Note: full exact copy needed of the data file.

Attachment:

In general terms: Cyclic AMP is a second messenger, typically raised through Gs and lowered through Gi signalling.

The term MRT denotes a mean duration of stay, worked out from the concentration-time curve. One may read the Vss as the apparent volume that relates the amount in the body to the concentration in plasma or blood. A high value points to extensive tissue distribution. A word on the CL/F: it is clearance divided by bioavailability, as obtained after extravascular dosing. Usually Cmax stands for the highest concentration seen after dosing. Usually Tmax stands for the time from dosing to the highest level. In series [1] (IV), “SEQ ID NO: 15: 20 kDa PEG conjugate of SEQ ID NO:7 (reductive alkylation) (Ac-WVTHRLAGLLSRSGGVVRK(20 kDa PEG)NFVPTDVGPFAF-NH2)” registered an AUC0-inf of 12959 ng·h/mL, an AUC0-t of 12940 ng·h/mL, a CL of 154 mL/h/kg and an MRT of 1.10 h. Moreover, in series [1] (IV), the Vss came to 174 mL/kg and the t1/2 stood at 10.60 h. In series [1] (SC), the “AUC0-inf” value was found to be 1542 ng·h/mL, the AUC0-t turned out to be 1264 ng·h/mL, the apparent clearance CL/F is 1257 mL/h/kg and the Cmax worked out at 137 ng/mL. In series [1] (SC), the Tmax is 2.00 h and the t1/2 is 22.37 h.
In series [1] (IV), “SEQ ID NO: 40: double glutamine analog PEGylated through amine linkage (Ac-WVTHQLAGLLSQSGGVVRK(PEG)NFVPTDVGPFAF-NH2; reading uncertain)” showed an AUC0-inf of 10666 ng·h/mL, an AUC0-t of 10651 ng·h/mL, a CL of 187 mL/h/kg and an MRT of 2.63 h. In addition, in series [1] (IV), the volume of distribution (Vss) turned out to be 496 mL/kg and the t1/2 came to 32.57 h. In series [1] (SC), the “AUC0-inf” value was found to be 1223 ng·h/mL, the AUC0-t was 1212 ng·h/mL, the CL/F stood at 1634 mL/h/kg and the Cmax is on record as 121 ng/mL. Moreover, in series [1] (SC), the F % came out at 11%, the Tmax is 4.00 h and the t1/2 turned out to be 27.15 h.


In general terms: Cyclic AMP is a second messenger, typically raised through Gs and lowered through Gi signalling.

The term MRT denotes a mean duration of stay, worked out from the concentration-time curve. One may read the Vss as the apparent volume that relates the amount in the body to the concentration in plasma or blood. A high value points to extensive tissue distribution. A word on the CL/F: it is clearance divided by bioavailability, as obtained after extravascular dosing. Usually Cmax stands for the highest concentration seen after dosing. Usually Tmax stands for the time from dosing to the highest level. In series [1] (IV), “SEQ ID NO: 15: 20 kDa PEG conjugate of SEQ ID NO:7 (reductive alkylation) (Ac-WVTHRLAGLLSRSGGVVRK(20 kDa PEG)NFVPTDVGPFAF-NH2)” registered an AUC0-inf of 12959 ng·h/mL, an AUC0-t of 12940 ng·h/mL, a CL of 154 mL/h/kg and an MRT of 1.10 h. Moreover, in series [1] (IV), the Vss came to 174 mL/kg and the t1/2 stood at 10.60 h. In series [1] (SC), the “AUC0-inf” value was found to be 1542 ng·h/mL, the AUC0-t turned out to be 1264 ng·h/mL, the apparent clearance CL/F is 1257 mL/h/kg and the Cmax worked out at 137 ng/mL. In series [1] (SC), the Tmax is 2.00 h and the t1/2 is 22.37 h.
In series [1] (IV), “SEQ ID NO: 40: double glutamine analog PEGylated through amine linkage (Ac-WVTHQLAGLLSQSGGVVRK(PEG)NFVPTDVGPFAF-NH2; reading uncertain)” showed an AUC0-inf of 10666 ng·h/mL, an AUC0-t of 10651 ng·h/mL, a CL of 187 mL/h/kg and an MRT of 2.63 h. In addition, in series [1] (IV), the volume of distribution (Vss) turned out to be 496 mL/kg and the t1/2 came to 32.57 h. In series [1] (SC), the “AUC0-inf” value was found to be 1223 ng·h/mL, the AUC0-t was 1212 ng·h/mL, the CL/F stood at 1634 mL/h/kg and the Cmax is on record as 121 ng/mL. Moreover, in series [1] (SC), the F % came out at 11%, the Tmax is 4.00 h and the t1/2 turned out to be 27.15 h.